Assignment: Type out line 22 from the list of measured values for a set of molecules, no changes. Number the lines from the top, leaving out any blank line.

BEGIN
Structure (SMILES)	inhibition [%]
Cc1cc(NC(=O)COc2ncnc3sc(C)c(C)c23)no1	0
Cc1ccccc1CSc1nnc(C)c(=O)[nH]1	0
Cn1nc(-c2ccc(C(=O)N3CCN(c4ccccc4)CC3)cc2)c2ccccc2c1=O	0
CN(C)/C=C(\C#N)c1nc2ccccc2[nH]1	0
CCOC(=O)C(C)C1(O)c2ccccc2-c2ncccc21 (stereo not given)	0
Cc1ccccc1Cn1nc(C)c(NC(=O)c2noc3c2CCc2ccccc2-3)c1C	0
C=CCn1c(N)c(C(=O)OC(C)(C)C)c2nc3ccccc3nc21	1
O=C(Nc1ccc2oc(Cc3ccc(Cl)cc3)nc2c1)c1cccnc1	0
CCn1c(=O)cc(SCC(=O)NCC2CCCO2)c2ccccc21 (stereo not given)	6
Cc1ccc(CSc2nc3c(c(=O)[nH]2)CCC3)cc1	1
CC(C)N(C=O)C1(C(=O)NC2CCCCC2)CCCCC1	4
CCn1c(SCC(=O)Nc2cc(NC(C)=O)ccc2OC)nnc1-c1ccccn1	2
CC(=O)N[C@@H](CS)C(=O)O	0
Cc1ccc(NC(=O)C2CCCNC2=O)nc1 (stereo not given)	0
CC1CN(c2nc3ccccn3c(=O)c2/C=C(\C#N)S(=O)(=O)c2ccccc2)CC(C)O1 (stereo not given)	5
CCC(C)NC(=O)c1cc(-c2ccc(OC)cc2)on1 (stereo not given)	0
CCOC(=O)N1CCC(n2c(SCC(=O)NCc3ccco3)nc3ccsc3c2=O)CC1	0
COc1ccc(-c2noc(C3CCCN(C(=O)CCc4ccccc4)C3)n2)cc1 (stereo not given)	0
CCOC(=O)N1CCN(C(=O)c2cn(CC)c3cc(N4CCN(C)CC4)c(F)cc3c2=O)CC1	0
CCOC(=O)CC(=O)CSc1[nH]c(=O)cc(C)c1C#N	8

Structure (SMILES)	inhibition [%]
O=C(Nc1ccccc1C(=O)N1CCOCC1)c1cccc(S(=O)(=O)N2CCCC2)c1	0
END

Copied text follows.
Structure (SMILES)	inhibition [%]